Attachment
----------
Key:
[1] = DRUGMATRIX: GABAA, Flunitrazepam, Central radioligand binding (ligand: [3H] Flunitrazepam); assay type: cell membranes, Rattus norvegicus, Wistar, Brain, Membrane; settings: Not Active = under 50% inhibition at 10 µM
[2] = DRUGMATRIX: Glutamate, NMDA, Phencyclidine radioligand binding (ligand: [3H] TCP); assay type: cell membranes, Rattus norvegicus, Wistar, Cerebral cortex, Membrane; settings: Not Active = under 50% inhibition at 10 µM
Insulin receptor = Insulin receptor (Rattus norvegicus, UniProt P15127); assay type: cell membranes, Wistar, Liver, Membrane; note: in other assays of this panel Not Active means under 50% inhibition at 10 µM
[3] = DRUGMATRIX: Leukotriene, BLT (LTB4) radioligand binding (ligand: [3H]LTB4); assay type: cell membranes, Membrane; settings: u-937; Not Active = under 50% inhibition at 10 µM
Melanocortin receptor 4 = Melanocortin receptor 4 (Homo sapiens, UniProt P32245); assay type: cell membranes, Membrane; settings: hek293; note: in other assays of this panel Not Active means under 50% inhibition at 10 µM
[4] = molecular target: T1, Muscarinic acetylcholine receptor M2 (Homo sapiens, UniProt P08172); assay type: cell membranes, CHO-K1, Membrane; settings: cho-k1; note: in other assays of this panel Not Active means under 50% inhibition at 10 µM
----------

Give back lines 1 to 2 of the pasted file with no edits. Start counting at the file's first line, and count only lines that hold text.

Key:
[1] = DRUGMATRIX: GABAA, Flunitrazepam, Central radioligand binding (ligand: [3H] Flunitrazepam); assay type: cell membranes, Rattus norvegicus, Wistar, Brain, Membrane; settings: Not Active = under 50% inhibition at 10 µM